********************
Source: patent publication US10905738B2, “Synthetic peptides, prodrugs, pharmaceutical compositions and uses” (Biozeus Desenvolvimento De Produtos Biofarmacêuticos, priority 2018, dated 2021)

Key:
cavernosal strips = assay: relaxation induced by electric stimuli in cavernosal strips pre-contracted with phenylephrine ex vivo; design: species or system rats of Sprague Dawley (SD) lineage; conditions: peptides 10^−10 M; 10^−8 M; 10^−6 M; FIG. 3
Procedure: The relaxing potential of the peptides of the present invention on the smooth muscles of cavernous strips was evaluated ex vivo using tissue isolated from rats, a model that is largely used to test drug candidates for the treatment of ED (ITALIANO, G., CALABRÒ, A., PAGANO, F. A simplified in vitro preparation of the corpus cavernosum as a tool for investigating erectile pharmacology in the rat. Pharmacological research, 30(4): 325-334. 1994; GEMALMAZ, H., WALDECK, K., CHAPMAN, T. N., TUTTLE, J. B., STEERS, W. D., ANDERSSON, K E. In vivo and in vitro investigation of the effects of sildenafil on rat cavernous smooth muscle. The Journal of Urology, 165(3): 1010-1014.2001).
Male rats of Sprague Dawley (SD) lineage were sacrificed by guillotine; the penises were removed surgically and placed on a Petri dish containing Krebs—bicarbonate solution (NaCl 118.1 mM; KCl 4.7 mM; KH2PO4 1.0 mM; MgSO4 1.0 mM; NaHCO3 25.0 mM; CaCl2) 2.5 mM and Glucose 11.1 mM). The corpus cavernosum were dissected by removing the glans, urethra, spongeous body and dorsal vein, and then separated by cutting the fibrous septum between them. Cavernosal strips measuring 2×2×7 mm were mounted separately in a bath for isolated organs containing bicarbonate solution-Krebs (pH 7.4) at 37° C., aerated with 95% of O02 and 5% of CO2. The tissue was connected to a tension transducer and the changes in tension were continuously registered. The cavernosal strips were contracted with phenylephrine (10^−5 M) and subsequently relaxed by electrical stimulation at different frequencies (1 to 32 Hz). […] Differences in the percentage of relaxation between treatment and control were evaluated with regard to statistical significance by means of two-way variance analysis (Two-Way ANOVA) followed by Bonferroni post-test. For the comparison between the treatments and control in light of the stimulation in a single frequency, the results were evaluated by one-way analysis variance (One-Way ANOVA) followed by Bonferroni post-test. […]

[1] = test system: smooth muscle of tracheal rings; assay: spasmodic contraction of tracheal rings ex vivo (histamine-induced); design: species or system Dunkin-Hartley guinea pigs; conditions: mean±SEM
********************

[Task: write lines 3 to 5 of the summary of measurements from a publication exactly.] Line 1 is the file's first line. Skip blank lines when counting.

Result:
cavernosal strips = assay: relaxation induced by electric stimuli in cavernosal strips pre-contracted with phenylephrine ex vivo; design: species or system rats of Sprague Dawley (SD) lineage; conditions: peptides 10^−10 M; 10^−8 M; 10^−6 M; FIG. 3
Procedure: The relaxing potential of the peptides of the present invention on the smooth muscles of cavernous strips was evaluated ex vivo using tissue isolated from rats, a model that is largely used to test drug candidates for the treatment of ED (ITALIANO, G., CALABRÒ, A., PAGANO, F. A simplified in vitro preparation of the corpus cavernosum as a tool for investigating erectile pharmacology in the rat. Pharmacological research, 30(4): 325-334. 1994; GEMALMAZ, H., WALDECK, K., CHAPMAN, T. N., TUTTLE, J. B., STEERS, W. D., ANDERSSON, K E. In vivo and in vitro investigation of the effects of sildenafil on rat cavernous smooth muscle. The Journal of Urology, 165(3): 1010-1014.2001).
Male rats of Sprague Dawley (SD) lineage were sacrificed by guillotine; the penises were removed surgically and placed on a Petri dish containing Krebs—bicarbonate solution (NaCl 118.1 mM; KCl 4.7 mM; KH2PO4 1.0 mM; MgSO4 1.0 mM; NaHCO3 25.0 mM; CaCl2) 2.5 mM and Glucose 11.1 mM). The corpus cavernosum were dissected by removing the glans, urethra, spongeous body and dorsal vein, and then separated by cutting the fibrous septum between them. Cavernosal strips measuring 2×2×7 mm were mounted separately in a bath for isolated organs containing bicarbonate solution-Krebs (pH 7.4) at 37° C., aerated with 95% of O02 and 5% of CO2. The tissue was connected to a tension transducer and the changes in tension were continuously registered. The cavernosal strips were contracted with phenylephrine (10^−5 M) and subsequently relaxed by electrical stimulation at different frequencies (1 to 32 Hz). […] Differences in the percentage of relaxation between treatment and control were evaluated with regard to statistical significance by means of two-way variance analysis (Two-Way ANOVA) followed by Bonferroni post-test. For the comparison between the treatments and control in light of the stimulation in a single frequency, the results were evaluated by one-way analysis variance (One-Way ANOVA) followed by Bonferroni post-test. […]